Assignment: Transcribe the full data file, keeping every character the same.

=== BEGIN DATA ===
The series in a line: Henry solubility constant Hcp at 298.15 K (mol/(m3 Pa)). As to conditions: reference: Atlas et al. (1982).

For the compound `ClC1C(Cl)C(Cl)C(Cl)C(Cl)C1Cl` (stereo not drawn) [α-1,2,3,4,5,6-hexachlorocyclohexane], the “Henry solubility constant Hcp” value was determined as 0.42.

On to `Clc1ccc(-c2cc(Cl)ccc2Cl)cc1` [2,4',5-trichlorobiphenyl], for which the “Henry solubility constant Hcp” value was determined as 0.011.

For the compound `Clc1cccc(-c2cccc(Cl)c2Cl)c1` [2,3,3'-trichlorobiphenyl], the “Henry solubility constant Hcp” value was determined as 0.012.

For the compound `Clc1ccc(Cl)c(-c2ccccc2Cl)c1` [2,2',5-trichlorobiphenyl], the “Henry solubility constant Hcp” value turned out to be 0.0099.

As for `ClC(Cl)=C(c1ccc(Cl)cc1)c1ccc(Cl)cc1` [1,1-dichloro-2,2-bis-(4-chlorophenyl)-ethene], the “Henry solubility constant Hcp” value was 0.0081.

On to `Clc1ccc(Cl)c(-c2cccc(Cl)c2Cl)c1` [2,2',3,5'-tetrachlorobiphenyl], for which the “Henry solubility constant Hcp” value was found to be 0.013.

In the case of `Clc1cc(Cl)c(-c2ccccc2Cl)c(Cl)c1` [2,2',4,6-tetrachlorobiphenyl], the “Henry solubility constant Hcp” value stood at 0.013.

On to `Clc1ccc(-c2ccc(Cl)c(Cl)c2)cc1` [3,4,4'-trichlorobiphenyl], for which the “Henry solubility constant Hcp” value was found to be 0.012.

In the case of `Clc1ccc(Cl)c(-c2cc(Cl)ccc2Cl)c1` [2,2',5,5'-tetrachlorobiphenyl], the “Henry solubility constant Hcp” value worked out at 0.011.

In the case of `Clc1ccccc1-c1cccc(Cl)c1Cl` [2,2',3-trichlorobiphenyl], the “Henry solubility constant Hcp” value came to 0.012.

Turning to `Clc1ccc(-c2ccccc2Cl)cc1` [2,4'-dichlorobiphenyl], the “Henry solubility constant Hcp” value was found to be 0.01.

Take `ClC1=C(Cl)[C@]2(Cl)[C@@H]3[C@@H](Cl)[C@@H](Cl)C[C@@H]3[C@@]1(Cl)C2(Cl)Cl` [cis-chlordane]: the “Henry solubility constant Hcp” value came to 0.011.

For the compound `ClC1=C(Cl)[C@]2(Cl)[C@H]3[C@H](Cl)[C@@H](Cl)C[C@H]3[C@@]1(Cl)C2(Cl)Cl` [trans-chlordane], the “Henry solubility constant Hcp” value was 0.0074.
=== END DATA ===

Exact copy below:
The series in a line: Henry solubility constant Hcp at 298.15 K (mol/(m3 Pa)). As to conditions: reference: Atlas et al. (1982).

For the compound `ClC1C(Cl)C(Cl)C(Cl)C(Cl)C1Cl` (stereo not drawn) [α-1,2,3,4,5,6-hexachlorocyclohexane], the “Henry solubility constant Hcp” value was determined as 0.42.

On to `Clc1ccc(-c2cc(Cl)ccc2Cl)cc1` [2,4',5-trichlorobiphenyl], for which the “Henry solubility constant Hcp” value was determined as 0.011.

For the compound `Clc1cccc(-c2cccc(Cl)c2Cl)c1` [2,3,3'-trichlorobiphenyl], the “Henry solubility constant Hcp” value was determined as 0.012.

For the compound `Clc1ccc(Cl)c(-c2ccccc2Cl)c1` [2,2',5-trichlorobiphenyl], the “Henry solubility constant Hcp” value turned out to be 0.0099.

As for `ClC(Cl)=C(c1ccc(Cl)cc1)c1ccc(Cl)cc1` [1,1-dichloro-2,2-bis-(4-chlorophenyl)-ethene], the “Henry solubility constant Hcp” value was 0.0081.

On to `Clc1ccc(Cl)c(-c2cccc(Cl)c2Cl)c1` [2,2',3,5'-tetrachlorobiphenyl], for which the “Henry solubility constant Hcp” value was found to be 0.013.

In the case of `Clc1cc(Cl)c(-c2ccccc2Cl)c(Cl)c1` [2,2',4,6-tetrachlorobiphenyl], the “Henry solubility constant Hcp” value stood at 0.013.

On to `Clc1ccc(-c2ccc(Cl)c(Cl)c2)cc1` [3,4,4'-trichlorobiphenyl], for which the “Henry solubility constant Hcp” value was found to be 0.012.

In the case of `Clc1ccc(Cl)c(-c2cc(Cl)ccc2Cl)c1` [2,2',5,5'-tetrachlorobiphenyl], the “Henry solubility constant Hcp” value worked out at 0.011.

In the case of `Clc1ccccc1-c1cccc(Cl)c1Cl` [2,2',3-trichlorobiphenyl], the “Henry solubility constant Hcp” value came to 0.012.

Turning to `Clc1ccc(-c2ccccc2Cl)cc1` [2,4'-dichlorobiphenyl], the “Henry solubility constant Hcp” value was found to be 0.01.

Take `ClC1=C(Cl)[C@]2(Cl)[C@@H]3[C@@H](Cl)[C@@H](Cl)C[C@@H]3[C@@]1(Cl)C2(Cl)Cl` [cis-chlordane]: the “Henry solubility constant Hcp” value came to 0.011.

For the compound `ClC1=C(Cl)[C@]2(Cl)[C@H]3[C@H](Cl)[C@@H](Cl)C[C@H]3[C@@]1(Cl)C2(Cl)Cl` [trans-chlordane], the “Henry solubility constant Hcp” value was 0.0074.